Randy Newman’s Short People was released in 1977, when there was still the possibility that the song wouldn’t refer to me.
It inspired much backlash from people who I’m ashamed to have anything in common with, even if it’s something as superficial as height. (Short) people burned copies of Newman’s albums in protest and the Maryland Legislature even considered passing a law that would prohibit the playing of the song on the state’s radio stations. I can't imagine how the same folks would have reacted to some of Newman's other songs. Some of them, I'm sure, would embrace this as solid foreign policy.
In addition to prompting protests, Short People also inspired what was perhaps the greatest presentation in a senior-level religion class in the history of my high school, Joliet Catholic Academy.
The task (as well as I can remember it): find a classmate to be your partner, put your heads together to identify some sort of injustice and make a 7- to 10-minute presentation about said injustice. The instructor for the class, a relatively young guy named Brother Raphael, highly encouraged incorporating an audio visual component into your presentation.
My group’s presentation somehow involved the trough-style urinals at Wrigley Field. We held them up as an example of open mindedness because it required people of all ethnicities and socioeconomic backgrounds to stand uncomfortably close, usually on both sides, to men who were drunk and peeing. In a crowded Wrigley Field bathroom we were all equals. Or something like that.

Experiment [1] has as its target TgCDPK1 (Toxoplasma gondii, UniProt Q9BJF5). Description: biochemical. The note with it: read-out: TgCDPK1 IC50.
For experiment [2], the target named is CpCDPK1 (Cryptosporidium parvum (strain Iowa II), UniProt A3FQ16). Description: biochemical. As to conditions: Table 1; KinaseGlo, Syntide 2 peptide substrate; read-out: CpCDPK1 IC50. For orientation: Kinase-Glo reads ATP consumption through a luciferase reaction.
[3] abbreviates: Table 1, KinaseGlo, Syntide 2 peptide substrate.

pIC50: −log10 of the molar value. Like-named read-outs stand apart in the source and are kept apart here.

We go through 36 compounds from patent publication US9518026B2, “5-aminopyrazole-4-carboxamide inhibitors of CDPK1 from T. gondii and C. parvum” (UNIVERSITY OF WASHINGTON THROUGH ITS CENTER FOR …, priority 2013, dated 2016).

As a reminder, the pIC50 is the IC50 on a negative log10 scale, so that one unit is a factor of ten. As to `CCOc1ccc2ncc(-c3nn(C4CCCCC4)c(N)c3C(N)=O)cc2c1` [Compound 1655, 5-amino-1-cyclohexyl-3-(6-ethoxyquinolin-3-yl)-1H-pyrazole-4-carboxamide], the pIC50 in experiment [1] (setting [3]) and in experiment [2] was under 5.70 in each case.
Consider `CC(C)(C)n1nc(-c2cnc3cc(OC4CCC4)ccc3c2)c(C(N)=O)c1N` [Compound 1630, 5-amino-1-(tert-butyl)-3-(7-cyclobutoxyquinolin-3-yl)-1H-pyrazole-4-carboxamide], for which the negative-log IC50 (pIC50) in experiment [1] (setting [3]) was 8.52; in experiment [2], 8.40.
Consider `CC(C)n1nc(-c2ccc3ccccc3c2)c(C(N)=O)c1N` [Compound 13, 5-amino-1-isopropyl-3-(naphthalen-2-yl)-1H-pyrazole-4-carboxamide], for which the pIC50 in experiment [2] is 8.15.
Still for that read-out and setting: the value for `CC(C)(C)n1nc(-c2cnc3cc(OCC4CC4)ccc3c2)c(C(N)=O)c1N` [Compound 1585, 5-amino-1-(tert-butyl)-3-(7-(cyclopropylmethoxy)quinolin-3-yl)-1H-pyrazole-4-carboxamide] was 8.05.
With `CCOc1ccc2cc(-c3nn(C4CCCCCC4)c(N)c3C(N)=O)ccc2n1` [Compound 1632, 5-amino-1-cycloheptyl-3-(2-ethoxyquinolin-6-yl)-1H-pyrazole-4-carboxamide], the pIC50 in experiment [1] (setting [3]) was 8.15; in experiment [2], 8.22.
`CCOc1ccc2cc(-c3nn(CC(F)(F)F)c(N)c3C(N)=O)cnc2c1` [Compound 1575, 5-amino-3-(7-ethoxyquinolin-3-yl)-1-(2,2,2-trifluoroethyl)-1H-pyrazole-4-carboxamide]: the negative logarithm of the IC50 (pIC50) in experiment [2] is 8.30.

Not only was our presentation shallower than one of those troughs, but it also wasn’t anywhere near as creative as the one done by my classmates Shawn Trusty and Bob Muhich. Shawn had long ago established his bona fides for creative scholarship, frequently inventing outlandish stories and people to help push along the narratives in any class in which we had a) a gullible teacher and b) a written assignment.
“Fortunately for me,” Shawn told me recently, “JCA had an abundance of both.”
He was Jayson Blair before Jayson Blair could even read the New York Times. The more preposterous the stories, the better. In one of our classes Shawn submitted a paper that suggested that a drug addict named Butch Book ingested a pound of acid daily. Usually, the names of his protagonists were more unpronounceable than alliterative.
“I had names of people with 33 letters, 29 of which were consonants,” he said.
His crowning achievement came when he submitted a paper in our psychology class on porn star John Holmes. The paper suggested that at the height of his popularity Holmes appeared on the Tonight Show with Johnny Carson and stood behind a silk screen, pulled down his pants and revealed his 13-inch penis. He was the porn equivalent of Alfred Hitchcock. Instead of being incredulous, the psychology teacher seemed genuinely shocked that he missed the broadcast.
“Fascinating!” he wrote in the margin.